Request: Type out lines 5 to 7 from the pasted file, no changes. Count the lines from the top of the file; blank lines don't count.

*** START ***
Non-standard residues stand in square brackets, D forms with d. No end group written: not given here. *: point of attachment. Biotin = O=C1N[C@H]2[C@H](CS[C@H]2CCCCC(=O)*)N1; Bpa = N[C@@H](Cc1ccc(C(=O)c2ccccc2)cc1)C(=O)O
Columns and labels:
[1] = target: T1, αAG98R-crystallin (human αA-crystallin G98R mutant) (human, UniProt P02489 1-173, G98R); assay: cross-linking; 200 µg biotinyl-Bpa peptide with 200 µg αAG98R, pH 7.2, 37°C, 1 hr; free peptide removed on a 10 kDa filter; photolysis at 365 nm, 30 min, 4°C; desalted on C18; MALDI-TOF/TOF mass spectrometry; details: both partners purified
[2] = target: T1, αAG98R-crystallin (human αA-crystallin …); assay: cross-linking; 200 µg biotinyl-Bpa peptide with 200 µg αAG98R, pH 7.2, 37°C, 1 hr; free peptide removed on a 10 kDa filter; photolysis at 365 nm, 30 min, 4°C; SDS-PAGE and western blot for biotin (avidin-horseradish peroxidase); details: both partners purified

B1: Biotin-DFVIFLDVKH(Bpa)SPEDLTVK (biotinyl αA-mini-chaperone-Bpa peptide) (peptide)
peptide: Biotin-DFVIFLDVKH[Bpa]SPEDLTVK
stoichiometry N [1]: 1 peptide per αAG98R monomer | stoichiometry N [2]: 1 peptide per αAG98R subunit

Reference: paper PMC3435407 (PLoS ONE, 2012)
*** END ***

B1: Biotin-DFVIFLDVKH(Bpa)SPEDLTVK (biotinyl αA-mini-chaperone-Bpa peptide) (peptide)
peptide: Biotin-DFVIFLDVKH[Bpa]SPEDLTVK
stoichiometry N [1]: 1 peptide per αAG98R monomer | stoichiometry N [2]: 1 peptide per αAG98R subunit